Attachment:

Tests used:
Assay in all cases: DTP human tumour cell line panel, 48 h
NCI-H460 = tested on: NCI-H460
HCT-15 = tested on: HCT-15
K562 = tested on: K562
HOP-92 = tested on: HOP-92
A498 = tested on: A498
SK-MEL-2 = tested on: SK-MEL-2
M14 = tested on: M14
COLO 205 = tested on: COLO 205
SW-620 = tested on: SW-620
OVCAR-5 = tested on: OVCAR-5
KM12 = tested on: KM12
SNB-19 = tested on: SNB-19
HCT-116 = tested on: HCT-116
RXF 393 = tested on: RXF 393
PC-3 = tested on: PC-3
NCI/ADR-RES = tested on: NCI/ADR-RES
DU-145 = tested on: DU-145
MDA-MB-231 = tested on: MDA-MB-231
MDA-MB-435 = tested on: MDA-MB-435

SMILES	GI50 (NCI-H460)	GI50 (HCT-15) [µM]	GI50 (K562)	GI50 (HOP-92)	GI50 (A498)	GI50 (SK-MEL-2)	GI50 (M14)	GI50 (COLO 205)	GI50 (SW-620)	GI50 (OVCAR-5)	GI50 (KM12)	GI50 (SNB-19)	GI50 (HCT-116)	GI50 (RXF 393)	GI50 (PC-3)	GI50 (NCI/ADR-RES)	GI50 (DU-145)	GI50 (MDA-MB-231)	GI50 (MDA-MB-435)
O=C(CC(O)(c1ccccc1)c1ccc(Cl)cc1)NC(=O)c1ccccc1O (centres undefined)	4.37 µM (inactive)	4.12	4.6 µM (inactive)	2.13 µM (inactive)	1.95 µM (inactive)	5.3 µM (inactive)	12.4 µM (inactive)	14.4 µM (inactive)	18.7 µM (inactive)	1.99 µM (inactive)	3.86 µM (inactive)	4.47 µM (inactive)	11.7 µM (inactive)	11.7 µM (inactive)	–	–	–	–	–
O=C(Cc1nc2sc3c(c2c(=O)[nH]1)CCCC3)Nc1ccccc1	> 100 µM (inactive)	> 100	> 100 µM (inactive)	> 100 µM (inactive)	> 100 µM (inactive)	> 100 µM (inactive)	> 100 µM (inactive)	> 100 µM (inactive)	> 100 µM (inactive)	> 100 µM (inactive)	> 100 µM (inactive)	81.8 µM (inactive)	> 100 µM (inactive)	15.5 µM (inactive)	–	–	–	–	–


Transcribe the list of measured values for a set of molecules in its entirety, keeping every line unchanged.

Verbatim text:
Tests used:
Assay in all cases: DTP human tumour cell line panel, 48 h
NCI-H460 = tested on: NCI-H460
HCT-15 = tested on: HCT-15
K562 = tested on: K562
HOP-92 = tested on: HOP-92
A498 = tested on: A498
SK-MEL-2 = tested on: SK-MEL-2
M14 = tested on: M14
COLO 205 = tested on: COLO 205
SW-620 = tested on: SW-620
OVCAR-5 = tested on: OVCAR-5
KM12 = tested on: KM12
SNB-19 = tested on: SNB-19
HCT-116 = tested on: HCT-116
RXF 393 = tested on: RXF 393
PC-3 = tested on: PC-3
NCI/ADR-RES = tested on: NCI/ADR-RES
DU-145 = tested on: DU-145
MDA-MB-231 = tested on: MDA-MB-231
MDA-MB-435 = tested on: MDA-MB-435

SMILES	GI50 (NCI-H460)	GI50 (HCT-15) [µM]	GI50 (K562)	GI50 (HOP-92)	GI50 (A498)	GI50 (SK-MEL-2)	GI50 (M14)	GI50 (COLO 205)	GI50 (SW-620)	GI50 (OVCAR-5)	GI50 (KM12)	GI50 (SNB-19)	GI50 (HCT-116)	GI50 (RXF 393)	GI50 (PC-3)	GI50 (NCI/ADR-RES)	GI50 (DU-145)	GI50 (MDA-MB-231)	GI50 (MDA-MB-435)
O=C(CC(O)(c1ccccc1)c1ccc(Cl)cc1)NC(=O)c1ccccc1O (centres undefined)	4.37 µM (inactive)	4.12	4.6 µM (inactive)	2.13 µM (inactive)	1.95 µM (inactive)	5.3 µM (inactive)	12.4 µM (inactive)	14.4 µM (inactive)	18.7 µM (inactive)	1.99 µM (inactive)	3.86 µM (inactive)	4.47 µM (inactive)	11.7 µM (inactive)	11.7 µM (inactive)	–	–	–	–	–
O=C(Cc1nc2sc3c(c2c(=O)[nH]1)CCCC3)Nc1ccccc1	> 100 µM (inactive)	> 100	> 100 µM (inactive)	> 100 µM (inactive)	> 100 µM (inactive)	> 100 µM (inactive)	> 100 µM (inactive)	> 100 µM (inactive)	> 100 µM (inactive)	> 100 µM (inactive)	> 100 µM (inactive)	81.8 µM (inactive)	> 100 µM (inactive)	15.5 µM (inactive)	–	–	–	–	–